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Working Ranch - March 2018

hen added to beef cattle diets, prebiotics and probiotics may help maintain health, improve digestion and advance overall performance. These products enhance microbial balance in the intestine and rumen. Interest in these products has ramped up, especially with the implementation of the 2017 Veterinary Feed Directive (VFD). Probiotics, also known as direct-fed microbials, are a live microbial feed supplement, which improve the intestinal microbial balance. Prebiotics are non-living cells that nourish benefi cial microbes in the rumen. To understand prebiotics and probiotics, it is helpful to review the ruminant digestive system. Ruminant animals have one stomach with four compartments, resulting in effi cient forage digestion. The rumen is the fi rst and largest section of the stomach, and works like a fermentation chamber. It contains up to 50 gallons of plant fi bers, liquids and billions of bacteria, protozoans and fungi. The rumen constantly churns the contents, breaking plant fi bers into smaller bits for the rumen’s “bug” population to digest. The fi bers ferment and encourage cudding, which further breaks down fi ber and increases saliva production. Saliva keeps the rumen pH at the proper level, maintaining a healthy microbial environment. Without a robust, active microbe population, the rumen cannot work properly. If feedstuffs do not contain the right balance of ingredients, such as fi ber, energy, nitrogen and water, the microbe species can become imbalanced. This may result in acidosis or large populations of E. coli, for example. Kevin Glaubius, Ph.D., Director of Nutrition and Did you know? Seventy percent of the calf’s innate immunity is located in the digestive system. Regulatory Support, for BioZyme, Inc., says probiotics are living microorganisms that work synergistically with other microbiota (Cowboy Dictionary alert! – this word means ‘an ecological community of microorganisms that work together in the rumen and small intestine’). They reduce E. coli by either directly competing with the organism or by introducing an organism that changes the optimal pH E. coli prefers, reducing its growth rate. “Prebiotics, on the other hand, are not live organisms,” Glaubius explains. “They provide support to the microbiota, allowing them to bounce back and recover faster after a stress event. Many of the disease organisms like Salmonella, E. coli, and Clostridium are opportunistic, MALLOREE BARNES W One is ALIVE The other is NOT Together they help digestion…a LOT BY GILDA V. BRYANT 34 I WORKING RANCH I MARCH 2018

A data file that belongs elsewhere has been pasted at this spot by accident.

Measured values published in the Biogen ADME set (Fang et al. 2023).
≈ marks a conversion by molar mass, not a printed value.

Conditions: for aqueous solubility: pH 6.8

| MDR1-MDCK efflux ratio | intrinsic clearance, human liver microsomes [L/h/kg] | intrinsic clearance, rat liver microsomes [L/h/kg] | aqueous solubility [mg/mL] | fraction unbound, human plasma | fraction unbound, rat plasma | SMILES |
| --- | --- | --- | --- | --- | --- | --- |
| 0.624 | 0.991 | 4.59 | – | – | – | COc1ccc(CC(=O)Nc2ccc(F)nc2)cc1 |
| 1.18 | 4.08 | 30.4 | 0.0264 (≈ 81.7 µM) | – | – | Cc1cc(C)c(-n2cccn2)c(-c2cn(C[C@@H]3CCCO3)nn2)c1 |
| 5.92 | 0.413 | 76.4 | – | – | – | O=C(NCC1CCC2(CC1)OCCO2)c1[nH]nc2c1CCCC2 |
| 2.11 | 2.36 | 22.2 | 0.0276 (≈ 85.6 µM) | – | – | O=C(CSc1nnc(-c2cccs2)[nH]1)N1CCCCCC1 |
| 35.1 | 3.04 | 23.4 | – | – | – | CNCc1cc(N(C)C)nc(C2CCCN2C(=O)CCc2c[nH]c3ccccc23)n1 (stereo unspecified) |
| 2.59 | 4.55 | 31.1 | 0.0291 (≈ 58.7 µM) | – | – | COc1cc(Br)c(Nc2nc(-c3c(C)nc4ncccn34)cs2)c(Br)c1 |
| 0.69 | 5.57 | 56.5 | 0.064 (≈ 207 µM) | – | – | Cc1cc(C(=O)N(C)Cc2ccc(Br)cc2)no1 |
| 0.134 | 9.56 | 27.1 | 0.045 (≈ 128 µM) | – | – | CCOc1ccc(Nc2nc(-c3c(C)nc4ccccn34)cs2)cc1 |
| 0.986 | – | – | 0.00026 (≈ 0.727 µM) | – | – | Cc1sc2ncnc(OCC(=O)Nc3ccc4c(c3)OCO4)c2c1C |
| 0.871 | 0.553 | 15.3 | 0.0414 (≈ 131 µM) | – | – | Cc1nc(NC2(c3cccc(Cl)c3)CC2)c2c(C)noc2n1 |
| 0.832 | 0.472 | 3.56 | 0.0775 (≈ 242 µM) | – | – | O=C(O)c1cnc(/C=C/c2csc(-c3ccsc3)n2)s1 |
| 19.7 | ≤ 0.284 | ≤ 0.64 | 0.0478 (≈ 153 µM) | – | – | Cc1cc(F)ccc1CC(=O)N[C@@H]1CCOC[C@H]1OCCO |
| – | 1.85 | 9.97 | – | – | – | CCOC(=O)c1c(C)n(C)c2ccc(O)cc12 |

Working Ranch - March 2018
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